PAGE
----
"No one should feel unsafe over their faith," Johnson said. 

He said police and community leaders have worked hard to bring some perpetrators to justice but stressed there is more work to be done when it comes to preventing hate crimes and the anti-Semitic rhetoric that he said is on the rise around the country.

He urged the mayor to provide full funding in his budget for the Office of Prevention of Hate Crimes, which was approved by the Council in the winter.

The mayor has allocated $336,000 from his executive budget for the office, but Johnson's office said the initiative will require an additional $139,000 this fiscal year to bring the total up to $475,000. Next fiscal year, Johnson's office said, the cost will grow to $713,000. 

The intention is for the office to have a coordinator, appointed by the mayor, who will work with various agencies on strategies to combat hate crimes. There is currently no clear coordination between the NYPD and the Department of Education for responding to hate crime incidents, according to Johnson.

"This office would do that," he explained.

Johnson said another role for the new office is to come up with initiatives to teach tolerance to New Yorkers of all ages. Rabbi Joseph Potasnik, the executive vice president of the New York Board of Rabbis, said that would go a long way. 

"We talk about the three Rs: reading writing and arithmetic. We need to add another R: respect," he said. "We need to teach our young people respect."

While the mayor did not sign the bill to create the Office of Prevention of Hate Crimes when it was passed by the Council in January (it automatically matured into law the next month), he said he supports it.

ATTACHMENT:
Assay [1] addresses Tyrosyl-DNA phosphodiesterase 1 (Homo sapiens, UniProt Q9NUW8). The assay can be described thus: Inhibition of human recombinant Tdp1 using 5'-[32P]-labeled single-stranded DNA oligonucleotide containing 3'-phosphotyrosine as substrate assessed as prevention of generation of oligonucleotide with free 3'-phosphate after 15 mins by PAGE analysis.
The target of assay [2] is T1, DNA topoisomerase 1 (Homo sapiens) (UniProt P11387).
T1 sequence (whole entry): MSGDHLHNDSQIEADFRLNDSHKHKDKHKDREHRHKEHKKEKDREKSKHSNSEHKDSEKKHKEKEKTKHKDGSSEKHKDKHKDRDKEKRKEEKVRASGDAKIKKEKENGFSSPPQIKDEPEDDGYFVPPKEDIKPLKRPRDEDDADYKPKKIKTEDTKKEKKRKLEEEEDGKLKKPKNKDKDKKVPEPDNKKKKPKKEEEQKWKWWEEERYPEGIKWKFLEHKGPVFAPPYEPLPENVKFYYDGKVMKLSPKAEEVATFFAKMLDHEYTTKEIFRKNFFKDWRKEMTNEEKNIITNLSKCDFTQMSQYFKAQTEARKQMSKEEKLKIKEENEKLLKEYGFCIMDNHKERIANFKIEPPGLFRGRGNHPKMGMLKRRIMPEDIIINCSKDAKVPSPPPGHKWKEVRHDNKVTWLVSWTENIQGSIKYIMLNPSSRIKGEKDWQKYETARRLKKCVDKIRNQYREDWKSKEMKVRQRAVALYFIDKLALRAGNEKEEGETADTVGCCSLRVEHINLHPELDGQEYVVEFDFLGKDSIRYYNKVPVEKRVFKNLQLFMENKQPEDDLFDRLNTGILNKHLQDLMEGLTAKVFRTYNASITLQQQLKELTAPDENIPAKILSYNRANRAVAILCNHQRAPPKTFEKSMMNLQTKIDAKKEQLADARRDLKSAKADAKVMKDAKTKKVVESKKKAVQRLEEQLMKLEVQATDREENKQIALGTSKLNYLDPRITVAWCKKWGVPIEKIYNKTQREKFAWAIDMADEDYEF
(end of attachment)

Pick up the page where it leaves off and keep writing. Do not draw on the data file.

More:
“In New York City, we celebrate our differences and reject any attempt to hate and divide. That’s why we funded The Office of Hate Crime Prevention to prevent these heinous crimes before they occur. Hate will never be tolerated in this city,” he said in a statement. 

Johnson and religious leaders said Monday that there appeared to be a rise in anti-Semitism related to the ongoing measles outbreak in the Orthodox Jewish communities in Brooklyn. The speaker reiterated that the Jewish community advocates vaccination and that only a small group of uninformed people are responsible for spreading dangerous misinformation.

Civil Rights Complaint Alleges NYU's Negligence Allows Anti-Semitism to Grow on Campus

The College Fix reported NYU Senior Adela Cojab filed a complaint with the Department of Education's Office for Civil Rights last month, accusing the university of failing to take action against SJP and its members for their "anti-Semitic vandalism, verbal attacks, and outright violence."

Is Qatar Bankrolling U.S. Colleges For BDS Support?

A conservative watch group, Judicial Watch, has joined Zachor Legal Institute in its attempt to discover where Texas A&M receives its funding on Monday. 

Murphy: Congress missed the point with watered-down resolution on anti-Semitism | Commentary

My experience in Israel confirmed my belief that the Jewish people need a state to call home, a sanctuary from the irrational hatred that is anti-Semitism.